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Hit the Trails With Fido
A ter running through our beautiful Fort Collins’ foothills trails for nearly 20 years, I’ve had my fair share of dog encounters. As much as I love dogs, including our own crazy rescue dog, Bandit, coming face to face with an aggressive, unleashed dog on the trail is still an unnerving experience. What’s the problem with letting your dog run free on our foothills trails, or anywhere else in Fort Collins for that matter? Well, for starters, you risk a fine up to $1,000 for having an unleashed dog. Second, should your dog bite and injure someone else or their pet, you could be exposed to a civil claim for damages that may or may not be covered by insurance. For the past six years, Fort Collins’ natural area park rangers have issued over 200 citations each year. Off-leash citations account for 40 percent of the citations and are the No. 1 reason for the tickets issued by rangers. There is a strong difference of opinion regarding off-leash laws. Many folks believe there should be a zero tolerance policy in order to protect people, their pets, wild animals, and the environment. Other folks would prefer a “voice and sight” program similar to the current plan in Boulder. The “voice and sight” program permits off-leash dogs on specific Boulder-area trails, provided that the dog owner attends a class, pays a fee, meets vaccination requirements, and displays a city-issued green tag on the dog. But the program in Boulder has been difficult to regulate as very few dogs are good under voice control alone. Much like Larimer County, Boulder imposes serious fines for off-leash dogs that do lack the green tags — or for off-leash dogs outside of the designated trails. Fort Collins currently manages three dog parks and the search continues for a suitable large off-leash area for dogs and dog owners. As our community’s love for dogs continues to grow, another dog park is in our future, but until then, be sure to keep your dog on leash. This way, you avoid those steep off-leash fines and the potential exposure to civil liability. If you are looking for a nearby trail to take your dog (on-leash, naturally), here are a few of my favorite dog-friendly trail runs: Timber Trail, Blue Sky Trail, Arthur’s Rock Trail, and Maxwell Natural Area. Maybe I’ll see you and your dog out there!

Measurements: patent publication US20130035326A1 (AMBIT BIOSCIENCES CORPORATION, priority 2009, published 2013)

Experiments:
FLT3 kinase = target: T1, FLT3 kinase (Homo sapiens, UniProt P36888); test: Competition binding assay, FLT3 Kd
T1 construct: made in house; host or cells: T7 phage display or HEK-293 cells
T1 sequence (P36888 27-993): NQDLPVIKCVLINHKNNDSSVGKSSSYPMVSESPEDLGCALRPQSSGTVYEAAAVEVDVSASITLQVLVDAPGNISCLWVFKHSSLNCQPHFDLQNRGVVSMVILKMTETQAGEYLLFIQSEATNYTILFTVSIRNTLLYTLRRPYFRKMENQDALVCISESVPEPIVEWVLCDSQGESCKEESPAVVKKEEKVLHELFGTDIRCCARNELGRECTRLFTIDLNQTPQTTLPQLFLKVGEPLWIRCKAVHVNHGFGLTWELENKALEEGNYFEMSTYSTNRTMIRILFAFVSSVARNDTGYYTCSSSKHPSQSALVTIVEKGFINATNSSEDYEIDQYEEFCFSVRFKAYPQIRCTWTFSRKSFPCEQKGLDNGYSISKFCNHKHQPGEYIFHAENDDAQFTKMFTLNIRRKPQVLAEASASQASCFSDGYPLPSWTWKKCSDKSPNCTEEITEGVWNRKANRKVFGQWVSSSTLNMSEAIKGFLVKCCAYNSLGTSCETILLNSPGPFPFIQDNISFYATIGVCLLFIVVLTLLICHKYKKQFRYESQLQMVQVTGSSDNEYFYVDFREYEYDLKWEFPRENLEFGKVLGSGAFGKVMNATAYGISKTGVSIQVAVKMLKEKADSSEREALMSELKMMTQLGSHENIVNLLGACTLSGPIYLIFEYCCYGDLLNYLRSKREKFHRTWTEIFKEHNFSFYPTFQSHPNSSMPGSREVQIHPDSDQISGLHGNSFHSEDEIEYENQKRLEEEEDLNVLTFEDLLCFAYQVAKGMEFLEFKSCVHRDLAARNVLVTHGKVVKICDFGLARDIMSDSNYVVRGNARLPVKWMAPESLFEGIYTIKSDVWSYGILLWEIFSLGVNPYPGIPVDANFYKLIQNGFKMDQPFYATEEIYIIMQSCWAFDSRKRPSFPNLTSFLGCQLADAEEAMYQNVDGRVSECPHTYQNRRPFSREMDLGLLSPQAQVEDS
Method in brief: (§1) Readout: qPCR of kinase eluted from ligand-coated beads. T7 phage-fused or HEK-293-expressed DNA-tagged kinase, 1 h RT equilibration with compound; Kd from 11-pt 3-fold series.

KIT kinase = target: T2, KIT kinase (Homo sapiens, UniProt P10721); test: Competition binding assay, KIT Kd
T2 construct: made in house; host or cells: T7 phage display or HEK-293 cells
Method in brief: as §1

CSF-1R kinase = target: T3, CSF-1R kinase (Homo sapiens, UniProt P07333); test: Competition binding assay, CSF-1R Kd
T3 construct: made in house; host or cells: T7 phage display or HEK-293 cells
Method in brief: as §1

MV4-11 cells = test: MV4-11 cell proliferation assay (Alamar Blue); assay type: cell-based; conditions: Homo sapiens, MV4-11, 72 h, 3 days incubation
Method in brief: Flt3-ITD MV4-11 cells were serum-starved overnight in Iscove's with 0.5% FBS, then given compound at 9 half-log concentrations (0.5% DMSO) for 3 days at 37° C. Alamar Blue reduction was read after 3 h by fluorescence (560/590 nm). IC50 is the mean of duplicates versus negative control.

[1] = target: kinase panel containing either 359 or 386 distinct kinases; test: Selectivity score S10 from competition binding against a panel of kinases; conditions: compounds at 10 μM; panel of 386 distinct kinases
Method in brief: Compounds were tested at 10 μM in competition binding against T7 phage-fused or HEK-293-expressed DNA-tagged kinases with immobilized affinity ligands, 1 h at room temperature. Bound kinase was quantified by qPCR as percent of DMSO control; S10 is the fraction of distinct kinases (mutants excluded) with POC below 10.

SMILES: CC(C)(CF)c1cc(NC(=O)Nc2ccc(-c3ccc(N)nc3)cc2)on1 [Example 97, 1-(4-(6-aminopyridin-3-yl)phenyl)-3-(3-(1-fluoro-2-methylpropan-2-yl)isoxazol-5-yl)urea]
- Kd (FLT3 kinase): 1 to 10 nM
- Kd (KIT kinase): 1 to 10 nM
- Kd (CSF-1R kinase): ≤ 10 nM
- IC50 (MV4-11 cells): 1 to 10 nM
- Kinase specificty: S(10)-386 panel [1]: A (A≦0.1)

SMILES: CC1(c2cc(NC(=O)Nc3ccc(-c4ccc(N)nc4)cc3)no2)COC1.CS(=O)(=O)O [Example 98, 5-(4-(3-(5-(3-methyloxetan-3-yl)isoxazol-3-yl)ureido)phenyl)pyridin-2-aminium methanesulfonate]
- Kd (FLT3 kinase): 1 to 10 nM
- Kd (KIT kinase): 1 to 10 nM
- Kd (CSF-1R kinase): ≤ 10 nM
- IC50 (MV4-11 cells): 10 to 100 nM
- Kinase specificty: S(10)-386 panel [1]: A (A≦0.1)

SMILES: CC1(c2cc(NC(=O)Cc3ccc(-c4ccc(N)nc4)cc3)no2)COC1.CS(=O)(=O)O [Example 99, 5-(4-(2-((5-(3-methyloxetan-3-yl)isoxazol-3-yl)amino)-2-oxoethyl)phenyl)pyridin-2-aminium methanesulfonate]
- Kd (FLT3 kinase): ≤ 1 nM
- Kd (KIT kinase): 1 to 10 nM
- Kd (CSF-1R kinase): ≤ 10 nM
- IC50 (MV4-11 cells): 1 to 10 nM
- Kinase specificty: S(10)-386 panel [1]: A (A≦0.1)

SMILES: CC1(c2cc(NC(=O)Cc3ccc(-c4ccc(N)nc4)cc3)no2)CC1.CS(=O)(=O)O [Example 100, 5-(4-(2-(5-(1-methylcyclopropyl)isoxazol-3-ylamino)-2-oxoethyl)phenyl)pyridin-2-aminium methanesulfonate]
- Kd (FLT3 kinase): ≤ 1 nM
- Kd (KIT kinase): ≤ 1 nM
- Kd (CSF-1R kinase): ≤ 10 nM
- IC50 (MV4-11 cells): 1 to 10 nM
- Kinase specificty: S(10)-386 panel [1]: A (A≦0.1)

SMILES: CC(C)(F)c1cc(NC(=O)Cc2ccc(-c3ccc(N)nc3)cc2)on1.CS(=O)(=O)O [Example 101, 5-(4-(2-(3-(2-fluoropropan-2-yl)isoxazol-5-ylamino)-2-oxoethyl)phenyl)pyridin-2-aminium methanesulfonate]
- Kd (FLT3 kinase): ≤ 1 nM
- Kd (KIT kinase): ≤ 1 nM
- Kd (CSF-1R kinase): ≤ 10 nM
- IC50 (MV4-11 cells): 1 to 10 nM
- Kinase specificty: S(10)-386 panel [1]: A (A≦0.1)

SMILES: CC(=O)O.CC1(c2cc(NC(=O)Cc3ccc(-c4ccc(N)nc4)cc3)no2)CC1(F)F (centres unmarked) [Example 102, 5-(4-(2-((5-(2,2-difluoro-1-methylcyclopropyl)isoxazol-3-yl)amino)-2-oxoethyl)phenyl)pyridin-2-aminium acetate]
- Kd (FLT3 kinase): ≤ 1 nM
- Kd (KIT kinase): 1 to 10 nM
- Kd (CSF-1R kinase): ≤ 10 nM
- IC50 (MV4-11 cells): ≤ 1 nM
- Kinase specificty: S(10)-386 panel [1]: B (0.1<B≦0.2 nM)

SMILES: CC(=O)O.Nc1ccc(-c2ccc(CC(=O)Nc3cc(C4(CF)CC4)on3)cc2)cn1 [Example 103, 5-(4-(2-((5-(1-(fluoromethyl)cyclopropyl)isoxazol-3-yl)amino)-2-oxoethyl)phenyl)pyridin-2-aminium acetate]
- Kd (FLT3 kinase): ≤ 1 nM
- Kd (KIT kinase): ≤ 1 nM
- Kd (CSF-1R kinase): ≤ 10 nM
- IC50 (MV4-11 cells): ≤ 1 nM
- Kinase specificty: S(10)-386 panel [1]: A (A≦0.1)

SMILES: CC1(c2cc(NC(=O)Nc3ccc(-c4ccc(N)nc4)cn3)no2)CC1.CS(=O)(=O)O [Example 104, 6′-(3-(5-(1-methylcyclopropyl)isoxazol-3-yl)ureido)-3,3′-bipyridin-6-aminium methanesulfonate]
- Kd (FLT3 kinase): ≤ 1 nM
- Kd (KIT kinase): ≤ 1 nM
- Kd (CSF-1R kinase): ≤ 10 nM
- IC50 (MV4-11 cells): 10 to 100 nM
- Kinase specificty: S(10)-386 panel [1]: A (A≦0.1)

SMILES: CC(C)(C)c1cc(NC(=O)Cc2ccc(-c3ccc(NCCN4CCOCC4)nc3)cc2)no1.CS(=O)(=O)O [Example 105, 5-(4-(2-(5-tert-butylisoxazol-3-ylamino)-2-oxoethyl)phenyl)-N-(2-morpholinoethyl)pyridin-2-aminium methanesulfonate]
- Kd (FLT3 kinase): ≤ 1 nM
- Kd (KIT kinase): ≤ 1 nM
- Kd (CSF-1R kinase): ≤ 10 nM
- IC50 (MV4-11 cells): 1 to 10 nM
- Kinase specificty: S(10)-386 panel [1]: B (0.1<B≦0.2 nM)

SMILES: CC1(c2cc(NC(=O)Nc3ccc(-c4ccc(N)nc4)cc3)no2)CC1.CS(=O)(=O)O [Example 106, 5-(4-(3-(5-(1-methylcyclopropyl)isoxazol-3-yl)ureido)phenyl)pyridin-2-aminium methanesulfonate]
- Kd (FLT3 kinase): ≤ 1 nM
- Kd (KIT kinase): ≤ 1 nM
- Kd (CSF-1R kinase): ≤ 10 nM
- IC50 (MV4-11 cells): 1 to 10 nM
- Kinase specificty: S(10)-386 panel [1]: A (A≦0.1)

Bandit and his devoted master, Kendall.
Did You Know?
Larimer County’s animal code can impose penalties of up to 12 months in prison or $1,000 in fines for animal-related offenses. Offenses include letting dogs roam free or at large, failure to remove dog feces, failure to properly fence or leash your dog, and for excessive barking, whining, or howling.
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